It was during a morning bike ride in 1998 that John Geber saw it for the first time. He bought it the very next day. “It” was Château Tanunda in Australia’s Barossa Valley, a majestic Bavarian-style Château and in its prime the largest winery in the Southern Hemisphere.
Built 1888–1890 to make and sell wine to a phylloxera-devastated Europe, the Château had the capacity to house a million gallons of wine. In 1994, in recognition of its historic status, Château Tanunda was placed on the Register of State Heritage Places, but by then its glory days were but a memory. By the time John Geber (pronounced “GHEE-ber”) chanced on it, the property’s then owner, wine giant Southcorp, had not received a single call from a potential buyer in over five years. Perhaps not surprisingly, as all the windows were broken, the roof open to the skies and pigeons roosted throughout the 37,674-foot, two-story structure. But it did boast three-foot thick bluestone walls and an imposing 61-foot tower!
Eleven years and many millions of dollars later, Château Tanunda boasts 220 acres of vines and produces a range of 25 wines from sparkling to still, made from over a dozen different grape varieties. The property also includes a magnificent cellar with the capacity to store 1,320,860 gallons of wine, a grand ballroom, a long room, wine store, sunken garden, croquet lawn and cricket pitch.
Geber not only had the vision but was truly hands-on, from laying stones to scouring the area for historic artifacts. In the early stages Geber worked almost entirely alone, sometimes even sleeping at the winery – undaunted by the resident ghosts. “I had some interesting nights,” Geber dryly recalls.
From the outset, Geber knew what was needed for the venture to succeed:
a) Make Good Wine.
b) Sell It!
Wine experience, marketing savvy and money were also requirements and Geber possessed all three. South African-born Geber had been a marketing maven for R. J. Reynolds, with stints spent in Switzerland, where he met his Swiss-born wife Evelyne, the U.S. and Germany, before relocating to Australia. Happy in Australia, he transferred to Stimorol/Tetley Australia, for whom he marketed chewing gum (Stimorol), coffee and tea. Faced with a dismal 2% market share for Tetley’s tea bags, Geber created the “Tetley All-Rounder” tea bag. An instant hit with Aussie tea drinkers, it boosted Tetley’s market share to 30% and was voted “Best Consumer Product of the Year.”
By 1991, Geber was eager to go out on his own, founding the Australian Food & Beverage Group. Australia produced plenty of inexpensive, quality wine and in 1992 Geber set about selling it to supermarkets in Europe. That Geber had sales and marketing expertise was clear, but he possessed another key asset: blending expertise. Thanks to years helping create teas for Tetley, he knew he could create blends of Australian wines tailored to specific overseas markets. The successful brands “Kangaroo Ridge,” “Kangaroo Hills” and “Naturally Australian” followed. By 2000, Geber’s company was Australia’s number one wine exporter to Continental Europe.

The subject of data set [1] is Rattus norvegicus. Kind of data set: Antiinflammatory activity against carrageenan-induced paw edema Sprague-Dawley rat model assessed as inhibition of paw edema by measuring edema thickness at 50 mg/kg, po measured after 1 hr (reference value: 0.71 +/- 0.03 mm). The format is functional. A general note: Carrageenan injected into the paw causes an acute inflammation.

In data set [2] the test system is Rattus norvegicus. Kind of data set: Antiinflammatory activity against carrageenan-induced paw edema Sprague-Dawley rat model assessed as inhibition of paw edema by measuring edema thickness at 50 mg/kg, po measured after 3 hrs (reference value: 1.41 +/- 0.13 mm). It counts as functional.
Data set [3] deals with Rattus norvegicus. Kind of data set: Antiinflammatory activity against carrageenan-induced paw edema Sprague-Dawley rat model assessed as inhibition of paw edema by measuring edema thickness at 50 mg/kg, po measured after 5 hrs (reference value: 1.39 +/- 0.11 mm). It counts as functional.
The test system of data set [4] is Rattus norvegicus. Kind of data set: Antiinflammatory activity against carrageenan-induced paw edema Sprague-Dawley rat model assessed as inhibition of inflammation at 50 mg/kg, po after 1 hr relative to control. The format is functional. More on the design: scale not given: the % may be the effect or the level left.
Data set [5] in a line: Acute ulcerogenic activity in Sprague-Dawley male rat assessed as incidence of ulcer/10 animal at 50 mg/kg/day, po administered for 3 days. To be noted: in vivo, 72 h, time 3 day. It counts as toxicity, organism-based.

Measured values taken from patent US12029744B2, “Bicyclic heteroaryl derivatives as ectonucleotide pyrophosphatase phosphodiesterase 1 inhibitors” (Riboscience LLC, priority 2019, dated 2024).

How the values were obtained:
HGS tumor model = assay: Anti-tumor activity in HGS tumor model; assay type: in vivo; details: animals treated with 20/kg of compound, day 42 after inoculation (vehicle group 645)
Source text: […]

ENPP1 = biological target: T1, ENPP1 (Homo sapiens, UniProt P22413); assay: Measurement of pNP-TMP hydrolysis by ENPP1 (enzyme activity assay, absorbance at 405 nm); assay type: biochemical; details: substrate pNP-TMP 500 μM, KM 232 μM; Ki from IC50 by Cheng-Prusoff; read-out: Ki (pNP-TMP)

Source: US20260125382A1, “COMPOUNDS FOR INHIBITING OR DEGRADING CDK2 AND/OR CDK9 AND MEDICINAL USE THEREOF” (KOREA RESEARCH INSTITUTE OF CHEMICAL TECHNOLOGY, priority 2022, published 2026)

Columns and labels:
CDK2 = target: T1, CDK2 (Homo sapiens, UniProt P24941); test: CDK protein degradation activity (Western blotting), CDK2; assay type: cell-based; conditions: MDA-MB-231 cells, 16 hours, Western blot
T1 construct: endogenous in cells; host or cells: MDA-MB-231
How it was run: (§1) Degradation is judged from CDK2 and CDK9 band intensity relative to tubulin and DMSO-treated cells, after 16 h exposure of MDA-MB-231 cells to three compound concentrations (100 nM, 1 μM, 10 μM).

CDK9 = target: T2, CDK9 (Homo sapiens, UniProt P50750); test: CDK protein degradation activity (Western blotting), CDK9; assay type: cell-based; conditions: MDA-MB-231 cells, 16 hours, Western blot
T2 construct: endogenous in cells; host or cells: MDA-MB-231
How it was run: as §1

In 1993 Geber made his first acquisition, purchasing the Cowra Estate in New South Wales. Home to the oldest Chardonnay plantings in Australia (1972), fruit from the property was used in the 1970s by Brian Croser in his famed Rothbury Estate Cowra Chardonnay and Petaluma Chardonnay.
In 1998 Geber was cycling in the Barossa on a fruit-buying mission when he impulsively purchased Château Tanunda. Soon after, Geber joined a group of friends in developing a shopping center, which proved financially lucrative and helped fund the Château’s restoration. Geber may be impulsive, but he is practical. The business model used to make “Kangaroo Ridge” was modified and applied at Château Tanunda. Relying on contract fruit not only makes financial sense (fewer fixed costs, especially these challenging economic times), but works from a quality standpoint. As with Champagne, where world-famous wines are made by master blenders, Geber sees the entire Barossa Valley as his vineyard, selecting fruit from appropriate parcels for his blends. And like a Champagne marque, the house style at Château Tanunda remains constant, with the composition of a blend tweaked according to the vintage or market needs.
But the market today is dealing with an ocean of over-supply, especially of Australian wine. So what prompted U.S. importer Banfi Vintners to open its doors to an unknown Australian estate? It was a recognition of shared values: family ownership, energy, big vision – not doing anything by half. The parallels between what John Geber has set out to accomplish at Château Tanunda and what the Mariani family of Banfi Vintners has achieved over the 30 years they have owned the Castello Banfi estate in Tuscany are uncanny. Together, Banfi and Geber are betting that historic Château Tanunda is now ready for its U.S. market debut. Based on their track records, the outlook is good.